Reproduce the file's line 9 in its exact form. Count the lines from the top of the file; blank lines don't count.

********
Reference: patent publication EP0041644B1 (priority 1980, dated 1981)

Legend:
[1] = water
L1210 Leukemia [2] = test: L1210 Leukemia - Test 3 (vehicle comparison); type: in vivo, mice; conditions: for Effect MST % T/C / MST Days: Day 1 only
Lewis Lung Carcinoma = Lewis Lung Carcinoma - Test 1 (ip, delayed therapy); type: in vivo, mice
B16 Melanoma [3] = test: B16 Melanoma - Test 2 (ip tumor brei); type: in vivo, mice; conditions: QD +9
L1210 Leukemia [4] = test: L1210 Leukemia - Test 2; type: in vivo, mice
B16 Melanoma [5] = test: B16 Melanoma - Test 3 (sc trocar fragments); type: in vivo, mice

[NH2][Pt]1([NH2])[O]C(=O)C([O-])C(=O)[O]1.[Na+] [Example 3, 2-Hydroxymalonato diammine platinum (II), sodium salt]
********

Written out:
[NH2][Pt]1([NH2])[O]C(=O)C([O-])C(=O)[O]1.[Na+] [Example 3, 2-Hydroxymalonato diammine platinum (II), sodium salt]